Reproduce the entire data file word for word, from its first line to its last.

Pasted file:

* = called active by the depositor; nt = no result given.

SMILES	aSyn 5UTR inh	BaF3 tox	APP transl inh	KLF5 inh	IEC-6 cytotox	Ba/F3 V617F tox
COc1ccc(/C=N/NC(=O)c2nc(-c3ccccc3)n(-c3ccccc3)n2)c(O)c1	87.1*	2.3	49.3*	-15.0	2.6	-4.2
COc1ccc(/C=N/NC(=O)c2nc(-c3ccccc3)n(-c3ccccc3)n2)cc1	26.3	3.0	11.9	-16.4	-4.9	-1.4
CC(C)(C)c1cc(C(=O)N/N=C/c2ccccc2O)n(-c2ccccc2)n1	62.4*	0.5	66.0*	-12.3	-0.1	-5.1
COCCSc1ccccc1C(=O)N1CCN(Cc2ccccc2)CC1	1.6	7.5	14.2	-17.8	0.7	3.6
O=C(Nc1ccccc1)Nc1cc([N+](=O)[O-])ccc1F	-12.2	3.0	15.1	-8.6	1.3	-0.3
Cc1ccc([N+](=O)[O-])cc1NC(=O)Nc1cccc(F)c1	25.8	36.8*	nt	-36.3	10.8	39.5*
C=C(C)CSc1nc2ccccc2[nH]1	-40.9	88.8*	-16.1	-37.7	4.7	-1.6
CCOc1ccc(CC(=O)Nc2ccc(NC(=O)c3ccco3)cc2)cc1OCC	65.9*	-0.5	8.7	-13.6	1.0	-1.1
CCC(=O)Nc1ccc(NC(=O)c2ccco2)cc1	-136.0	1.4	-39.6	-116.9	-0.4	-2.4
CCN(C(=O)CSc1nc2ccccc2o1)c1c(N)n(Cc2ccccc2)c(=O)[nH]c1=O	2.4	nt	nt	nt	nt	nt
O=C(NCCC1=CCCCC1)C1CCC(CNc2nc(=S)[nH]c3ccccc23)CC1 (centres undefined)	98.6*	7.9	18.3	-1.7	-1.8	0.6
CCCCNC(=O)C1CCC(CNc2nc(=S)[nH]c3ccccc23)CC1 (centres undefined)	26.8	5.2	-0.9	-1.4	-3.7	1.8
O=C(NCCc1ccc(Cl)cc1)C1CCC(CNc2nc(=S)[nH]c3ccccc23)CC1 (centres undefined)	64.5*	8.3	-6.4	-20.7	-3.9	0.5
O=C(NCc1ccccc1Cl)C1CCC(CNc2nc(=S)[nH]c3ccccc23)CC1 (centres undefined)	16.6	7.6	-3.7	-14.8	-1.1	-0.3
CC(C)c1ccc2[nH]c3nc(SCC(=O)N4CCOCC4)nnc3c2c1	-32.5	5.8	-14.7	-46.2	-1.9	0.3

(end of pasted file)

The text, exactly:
* = called active by the depositor; nt = no result given.

SMILES	aSyn 5UTR inh	BaF3 tox	APP transl inh	KLF5 inh	IEC-6 cytotox	Ba/F3 V617F tox
COc1ccc(/C=N/NC(=O)c2nc(-c3ccccc3)n(-c3ccccc3)n2)c(O)c1	87.1*	2.3	49.3*	-15.0	2.6	-4.2
COc1ccc(/C=N/NC(=O)c2nc(-c3ccccc3)n(-c3ccccc3)n2)cc1	26.3	3.0	11.9	-16.4	-4.9	-1.4
CC(C)(C)c1cc(C(=O)N/N=C/c2ccccc2O)n(-c2ccccc2)n1	62.4*	0.5	66.0*	-12.3	-0.1	-5.1
COCCSc1ccccc1C(=O)N1CCN(Cc2ccccc2)CC1	1.6	7.5	14.2	-17.8	0.7	3.6
O=C(Nc1ccccc1)Nc1cc([N+](=O)[O-])ccc1F	-12.2	3.0	15.1	-8.6	1.3	-0.3
Cc1ccc([N+](=O)[O-])cc1NC(=O)Nc1cccc(F)c1	25.8	36.8*	nt	-36.3	10.8	39.5*
C=C(C)CSc1nc2ccccc2[nH]1	-40.9	88.8*	-16.1	-37.7	4.7	-1.6
CCOc1ccc(CC(=O)Nc2ccc(NC(=O)c3ccco3)cc2)cc1OCC	65.9*	-0.5	8.7	-13.6	1.0	-1.1
CCC(=O)Nc1ccc(NC(=O)c2ccco2)cc1	-136.0	1.4	-39.6	-116.9	-0.4	-2.4
CCN(C(=O)CSc1nc2ccccc2o1)c1c(N)n(Cc2ccccc2)c(=O)[nH]c1=O	2.4	nt	nt	nt	nt	nt
O=C(NCCC1=CCCCC1)C1CCC(CNc2nc(=S)[nH]c3ccccc23)CC1 (centres undefined)	98.6*	7.9	18.3	-1.7	-1.8	0.6
CCCCNC(=O)C1CCC(CNc2nc(=S)[nH]c3ccccc23)CC1 (centres undefined)	26.8	5.2	-0.9	-1.4	-3.7	1.8
O=C(NCCc1ccc(Cl)cc1)C1CCC(CNc2nc(=S)[nH]c3ccccc23)CC1 (centres undefined)	64.5*	8.3	-6.4	-20.7	-3.9	0.5
O=C(NCc1ccccc1Cl)C1CCC(CNc2nc(=S)[nH]c3ccccc23)CC1 (centres undefined)	16.6	7.6	-3.7	-14.8	-1.1	-0.3
CC(C)c1ccc2[nH]c3nc(SCC(=O)N4CCOCC4)nnc3c2c1	-32.5	5.8	-14.7	-46.2	-1.9	0.3